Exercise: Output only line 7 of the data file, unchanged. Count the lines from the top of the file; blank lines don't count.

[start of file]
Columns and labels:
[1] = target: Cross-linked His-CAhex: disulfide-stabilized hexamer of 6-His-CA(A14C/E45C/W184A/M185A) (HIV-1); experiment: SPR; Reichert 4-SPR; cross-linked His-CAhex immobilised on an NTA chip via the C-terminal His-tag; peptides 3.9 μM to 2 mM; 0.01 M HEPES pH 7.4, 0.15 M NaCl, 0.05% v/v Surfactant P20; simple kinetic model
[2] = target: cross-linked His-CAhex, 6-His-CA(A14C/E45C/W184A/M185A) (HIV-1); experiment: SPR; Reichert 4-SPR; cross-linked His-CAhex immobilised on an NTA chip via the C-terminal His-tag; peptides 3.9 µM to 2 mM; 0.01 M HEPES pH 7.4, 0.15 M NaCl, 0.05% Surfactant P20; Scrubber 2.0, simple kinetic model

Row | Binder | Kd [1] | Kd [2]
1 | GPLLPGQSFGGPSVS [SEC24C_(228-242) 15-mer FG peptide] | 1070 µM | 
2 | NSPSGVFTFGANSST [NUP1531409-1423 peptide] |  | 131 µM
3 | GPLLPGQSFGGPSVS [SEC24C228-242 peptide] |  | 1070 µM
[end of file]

3 | GPLLPGQSFGGPSVS [SEC24C228-242 peptide] |  | 1070 µM